Non-governmental organizations (NGOs) also have made strides to increase women’s participation in the boardroom.  For example, the Jordan Forum for Business and Professional Women11 (BPWA), an NGO dedicated to female business professionals, focuses on identifying and communicating the productive, independent role of women through training, legal guidance, and advocating for laws and regulations that empower Jordanian women in the corporate arena.


While there have been some progressive legislative measures and efforts within civil society to increase women’s participation and visibility in the political domain and in the workforce generally, women remain severely underrepresented in Jordan’s corporate world, particularly in the boardroom.

1 World Factbook: Jordan, Central Intelligence Agency, (last updated Sept. 5, 2018).  

2 Females constitute 47 per cent of population in 2017 – DoS, Jordan Times (Mar. 8, 2018),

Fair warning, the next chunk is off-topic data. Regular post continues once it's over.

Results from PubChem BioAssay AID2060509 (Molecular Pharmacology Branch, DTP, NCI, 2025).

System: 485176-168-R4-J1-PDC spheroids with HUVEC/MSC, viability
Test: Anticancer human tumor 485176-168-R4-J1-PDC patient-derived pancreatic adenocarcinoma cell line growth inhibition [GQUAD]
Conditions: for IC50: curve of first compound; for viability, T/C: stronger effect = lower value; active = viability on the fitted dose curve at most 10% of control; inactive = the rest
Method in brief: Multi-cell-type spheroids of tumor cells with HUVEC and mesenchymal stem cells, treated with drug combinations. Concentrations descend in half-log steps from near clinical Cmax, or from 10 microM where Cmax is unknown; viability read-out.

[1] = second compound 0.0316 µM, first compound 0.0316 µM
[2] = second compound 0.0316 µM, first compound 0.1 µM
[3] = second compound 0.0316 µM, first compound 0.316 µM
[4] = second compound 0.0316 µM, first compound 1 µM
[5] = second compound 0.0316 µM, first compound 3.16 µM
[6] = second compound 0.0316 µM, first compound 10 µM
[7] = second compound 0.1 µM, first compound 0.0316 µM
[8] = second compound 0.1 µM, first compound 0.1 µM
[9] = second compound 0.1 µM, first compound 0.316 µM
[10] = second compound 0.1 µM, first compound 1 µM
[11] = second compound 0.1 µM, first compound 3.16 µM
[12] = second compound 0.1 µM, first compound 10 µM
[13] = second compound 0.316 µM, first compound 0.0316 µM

3 Jordan Diversity Report, IFC 2015 (Nov. 2015),

4 Gender Quotas Database: Jordan, IDEA, (last updated Apr. 18, 2018); Getting to Equal – Key Findings, World Bank, Women, Bus. & Law (2016),

5 Participation of Women in the Boards of Banks in Jordan  - Where Do We Stand? What Are the Implications, Jordan Strategy Forum (2017),

6 Corporate Governance in Transition Economies – Jordan Country Report, Eur. Bank for Reconstruction & Dev. (Dec. 2017),

7 Val Singh, Contrasting positions of women directors in Jordan and Tunisia (Jan. 2008),

8 Jordan Diversity Report, IFC 2015 (2015),

9 Singh, supra note 7.  

10 IFC 2015, supra note 8.

11 Jordan Forum for Business & Professional Women, (last visited Aug. 29, 2018).